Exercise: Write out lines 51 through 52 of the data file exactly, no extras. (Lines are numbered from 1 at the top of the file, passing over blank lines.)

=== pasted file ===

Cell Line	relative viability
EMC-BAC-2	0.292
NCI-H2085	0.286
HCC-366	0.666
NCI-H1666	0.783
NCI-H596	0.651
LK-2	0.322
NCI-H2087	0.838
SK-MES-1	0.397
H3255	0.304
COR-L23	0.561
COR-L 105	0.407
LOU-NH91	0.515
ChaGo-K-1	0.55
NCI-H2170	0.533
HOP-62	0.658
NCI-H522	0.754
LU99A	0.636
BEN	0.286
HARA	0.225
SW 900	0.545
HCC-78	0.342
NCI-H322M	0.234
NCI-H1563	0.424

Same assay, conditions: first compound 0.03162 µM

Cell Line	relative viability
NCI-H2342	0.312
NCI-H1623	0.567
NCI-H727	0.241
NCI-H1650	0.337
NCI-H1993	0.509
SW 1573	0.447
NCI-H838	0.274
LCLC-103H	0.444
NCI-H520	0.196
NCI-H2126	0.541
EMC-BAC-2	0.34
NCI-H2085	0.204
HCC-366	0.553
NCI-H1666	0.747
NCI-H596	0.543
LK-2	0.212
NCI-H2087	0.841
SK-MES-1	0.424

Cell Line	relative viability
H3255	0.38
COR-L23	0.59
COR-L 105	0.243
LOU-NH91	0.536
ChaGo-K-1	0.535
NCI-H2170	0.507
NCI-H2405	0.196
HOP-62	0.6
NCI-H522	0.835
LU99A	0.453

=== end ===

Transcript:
NCI-H2170	0.507
NCI-H2405	0.196